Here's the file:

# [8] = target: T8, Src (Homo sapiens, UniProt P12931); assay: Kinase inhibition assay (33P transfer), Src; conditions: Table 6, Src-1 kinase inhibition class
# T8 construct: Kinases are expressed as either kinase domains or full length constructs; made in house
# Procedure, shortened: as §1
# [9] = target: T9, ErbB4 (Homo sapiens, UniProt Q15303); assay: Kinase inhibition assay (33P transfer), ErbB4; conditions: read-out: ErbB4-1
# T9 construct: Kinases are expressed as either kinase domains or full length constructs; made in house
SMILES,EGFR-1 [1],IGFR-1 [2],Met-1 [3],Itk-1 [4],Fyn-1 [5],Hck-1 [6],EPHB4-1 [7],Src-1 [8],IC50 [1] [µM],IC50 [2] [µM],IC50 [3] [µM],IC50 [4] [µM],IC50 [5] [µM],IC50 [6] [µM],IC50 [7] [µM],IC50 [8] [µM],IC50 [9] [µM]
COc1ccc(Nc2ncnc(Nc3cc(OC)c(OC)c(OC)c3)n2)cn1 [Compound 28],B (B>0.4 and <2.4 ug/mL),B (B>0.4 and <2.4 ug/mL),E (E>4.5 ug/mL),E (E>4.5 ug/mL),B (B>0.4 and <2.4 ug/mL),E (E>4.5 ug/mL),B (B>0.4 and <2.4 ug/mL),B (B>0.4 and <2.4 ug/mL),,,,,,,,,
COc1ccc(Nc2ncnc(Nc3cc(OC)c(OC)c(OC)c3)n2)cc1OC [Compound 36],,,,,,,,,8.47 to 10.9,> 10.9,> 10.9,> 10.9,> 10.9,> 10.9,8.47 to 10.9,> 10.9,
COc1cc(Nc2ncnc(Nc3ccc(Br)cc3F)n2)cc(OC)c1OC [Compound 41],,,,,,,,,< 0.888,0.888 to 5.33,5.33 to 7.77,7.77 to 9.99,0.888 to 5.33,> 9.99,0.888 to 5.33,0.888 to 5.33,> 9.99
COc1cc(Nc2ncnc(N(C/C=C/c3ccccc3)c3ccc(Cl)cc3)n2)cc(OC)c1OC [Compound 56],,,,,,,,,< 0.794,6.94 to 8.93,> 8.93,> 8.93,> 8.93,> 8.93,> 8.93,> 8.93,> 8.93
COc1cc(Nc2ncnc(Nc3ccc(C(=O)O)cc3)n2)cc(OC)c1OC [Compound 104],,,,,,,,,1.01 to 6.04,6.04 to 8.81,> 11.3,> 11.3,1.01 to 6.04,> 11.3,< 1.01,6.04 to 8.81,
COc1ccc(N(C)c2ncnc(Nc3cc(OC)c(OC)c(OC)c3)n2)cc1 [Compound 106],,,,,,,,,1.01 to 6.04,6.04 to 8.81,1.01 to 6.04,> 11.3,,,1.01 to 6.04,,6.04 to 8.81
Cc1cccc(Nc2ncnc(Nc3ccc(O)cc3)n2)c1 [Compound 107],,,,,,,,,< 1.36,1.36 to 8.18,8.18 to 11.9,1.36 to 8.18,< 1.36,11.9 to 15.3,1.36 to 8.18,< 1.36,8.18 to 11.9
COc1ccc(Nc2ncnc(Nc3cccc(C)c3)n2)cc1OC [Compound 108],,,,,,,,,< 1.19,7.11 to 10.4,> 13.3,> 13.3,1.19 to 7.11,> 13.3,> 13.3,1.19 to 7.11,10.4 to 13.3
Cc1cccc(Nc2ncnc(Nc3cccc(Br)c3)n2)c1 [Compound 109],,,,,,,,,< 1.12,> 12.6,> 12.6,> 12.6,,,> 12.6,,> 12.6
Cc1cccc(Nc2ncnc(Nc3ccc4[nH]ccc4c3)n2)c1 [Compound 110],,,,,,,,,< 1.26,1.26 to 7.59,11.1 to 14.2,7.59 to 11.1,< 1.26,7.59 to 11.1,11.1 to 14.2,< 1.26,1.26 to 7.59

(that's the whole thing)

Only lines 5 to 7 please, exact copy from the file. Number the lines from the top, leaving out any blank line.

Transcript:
# T9 construct: Kinases are expressed as either kinase domains or full length constructs; made in house
SMILES,EGFR-1 [1],IGFR-1 [2],Met-1 [3],Itk-1 [4],Fyn-1 [5],Hck-1 [6],EPHB4-1 [7],Src-1 [8],IC50 [1] [µM],IC50 [2] [µM],IC50 [3] [µM],IC50 [4] [µM],IC50 [5] [µM],IC50 [6] [µM],IC50 [7] [µM],IC50 [8] [µM],IC50 [9] [µM]
COc1ccc(Nc2ncnc(Nc3cc(OC)c(OC)c(OC)c3)n2)cn1 [Compound 28],B (B>0.4 and <2.4 ug/mL),B (B>0.4 and <2.4 ug/mL),E (E>4.5 ug/mL),E (E>4.5 ug/mL),B (B>0.4 and <2.4 ug/mL),E (E>4.5 ug/mL),B (B>0.4 and <2.4 ug/mL),B (B>0.4 and <2.4 ug/mL),,,,,,,,,